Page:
ASM made their bow in the top flight of the French league against Toulouse on 23 August 1953, a match that ended in defeat for Les Rouge et Blanc. Over the next five years the club frequented the upper reaches of the table before the arrival of coach Lucien Leduc ahead of the 1958/59 campaign gave the Monegasque outfit a new dimension. Leduc soon guided Monaco to their first professional trophy success, the 1960 French Cup, with a 4-2 victory over Saint-Etienne.
The following year, on a suggestion by Princess Grace, Monaco unveiled their now-famous diagonally striped red-and-white shirt, in which they would celebrate their first league title by season's end. In 1962/63, ASM went one better, winning the French league and Cup double thanks to a team packed with players of the calibre of Marcel Artelesa, Henri Biancheri, Lucien Cossou, Yvon Douis and Michel Hidalgo.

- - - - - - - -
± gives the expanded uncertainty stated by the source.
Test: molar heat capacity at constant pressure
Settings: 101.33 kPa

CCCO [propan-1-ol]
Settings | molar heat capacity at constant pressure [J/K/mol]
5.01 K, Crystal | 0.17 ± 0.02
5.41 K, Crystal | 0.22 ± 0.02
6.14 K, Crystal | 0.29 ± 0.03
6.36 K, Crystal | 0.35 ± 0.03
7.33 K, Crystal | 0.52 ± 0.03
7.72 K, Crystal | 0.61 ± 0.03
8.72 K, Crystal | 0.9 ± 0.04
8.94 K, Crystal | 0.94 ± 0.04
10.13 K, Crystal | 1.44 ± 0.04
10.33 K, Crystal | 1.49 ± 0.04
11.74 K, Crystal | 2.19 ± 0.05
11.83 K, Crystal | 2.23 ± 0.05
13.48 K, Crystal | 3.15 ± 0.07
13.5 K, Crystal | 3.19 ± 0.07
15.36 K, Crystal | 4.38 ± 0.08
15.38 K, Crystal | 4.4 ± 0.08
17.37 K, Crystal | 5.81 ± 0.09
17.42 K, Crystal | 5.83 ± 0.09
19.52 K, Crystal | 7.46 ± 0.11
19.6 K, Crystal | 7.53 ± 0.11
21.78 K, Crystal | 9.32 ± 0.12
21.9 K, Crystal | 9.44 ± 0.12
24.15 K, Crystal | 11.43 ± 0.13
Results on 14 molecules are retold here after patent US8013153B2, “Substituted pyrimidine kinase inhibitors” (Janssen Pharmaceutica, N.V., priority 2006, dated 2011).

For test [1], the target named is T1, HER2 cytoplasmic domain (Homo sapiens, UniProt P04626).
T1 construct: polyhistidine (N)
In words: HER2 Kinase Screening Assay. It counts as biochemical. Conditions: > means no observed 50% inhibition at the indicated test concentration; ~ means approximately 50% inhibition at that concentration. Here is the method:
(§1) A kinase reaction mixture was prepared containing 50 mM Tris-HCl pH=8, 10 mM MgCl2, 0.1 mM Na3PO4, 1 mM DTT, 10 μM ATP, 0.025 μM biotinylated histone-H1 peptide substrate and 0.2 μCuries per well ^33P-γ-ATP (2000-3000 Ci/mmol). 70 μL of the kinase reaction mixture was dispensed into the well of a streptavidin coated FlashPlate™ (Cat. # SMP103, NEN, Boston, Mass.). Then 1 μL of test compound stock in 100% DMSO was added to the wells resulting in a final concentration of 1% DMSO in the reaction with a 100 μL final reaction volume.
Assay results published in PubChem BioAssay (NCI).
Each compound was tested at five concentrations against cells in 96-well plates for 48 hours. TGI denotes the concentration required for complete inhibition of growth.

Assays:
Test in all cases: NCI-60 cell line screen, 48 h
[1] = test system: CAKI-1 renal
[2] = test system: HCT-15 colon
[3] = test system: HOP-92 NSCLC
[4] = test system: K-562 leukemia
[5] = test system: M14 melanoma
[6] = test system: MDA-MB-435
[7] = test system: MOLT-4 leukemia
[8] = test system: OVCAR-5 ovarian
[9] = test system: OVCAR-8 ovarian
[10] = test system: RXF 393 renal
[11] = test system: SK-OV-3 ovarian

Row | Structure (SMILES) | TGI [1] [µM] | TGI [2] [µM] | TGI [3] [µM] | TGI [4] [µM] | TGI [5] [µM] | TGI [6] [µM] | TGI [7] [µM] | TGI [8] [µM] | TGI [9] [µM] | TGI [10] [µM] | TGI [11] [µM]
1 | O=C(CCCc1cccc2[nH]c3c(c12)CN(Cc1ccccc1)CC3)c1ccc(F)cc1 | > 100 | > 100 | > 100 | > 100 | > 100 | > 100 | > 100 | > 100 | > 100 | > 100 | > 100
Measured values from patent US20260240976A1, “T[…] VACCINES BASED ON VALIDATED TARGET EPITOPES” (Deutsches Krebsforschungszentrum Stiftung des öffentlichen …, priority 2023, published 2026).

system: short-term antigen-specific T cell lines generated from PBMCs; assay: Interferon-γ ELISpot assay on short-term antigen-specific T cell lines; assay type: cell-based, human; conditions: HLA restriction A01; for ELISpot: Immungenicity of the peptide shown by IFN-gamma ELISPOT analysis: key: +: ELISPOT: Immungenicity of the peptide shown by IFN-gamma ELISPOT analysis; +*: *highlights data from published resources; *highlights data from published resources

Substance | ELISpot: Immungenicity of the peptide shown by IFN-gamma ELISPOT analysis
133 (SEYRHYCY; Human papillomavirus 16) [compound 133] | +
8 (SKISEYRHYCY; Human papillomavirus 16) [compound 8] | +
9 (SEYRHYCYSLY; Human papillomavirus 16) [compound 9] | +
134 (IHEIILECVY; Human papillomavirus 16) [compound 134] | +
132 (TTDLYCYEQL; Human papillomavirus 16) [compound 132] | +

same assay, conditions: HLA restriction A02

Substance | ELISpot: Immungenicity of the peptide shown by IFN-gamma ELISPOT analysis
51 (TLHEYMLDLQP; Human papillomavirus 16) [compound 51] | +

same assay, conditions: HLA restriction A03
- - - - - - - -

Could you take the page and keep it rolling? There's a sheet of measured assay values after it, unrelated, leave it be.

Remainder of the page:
However, the club were unable to build on this success, with the departure of Leduc and several key players at the end of the double-winning season the start of a demise that led eventually to relegation in 1969. In the years that followed, Monaco became something of a yo-yo team until, in the mid-70s, it underwent a major restructuring under young President Jean-Louis Campora.
Campora brought back Leduc in a supervisory role to ensure better links between ASM's professional squad and its youth scheme, then under the guidance of Gerard Banide, who would later take the senior coaching reins. Another vital factor in the Monegasque's resurgence was the arrival of prolific Argentinian striker Delio Onnis, scorer of 223 goals for Les Rouge et Blanc.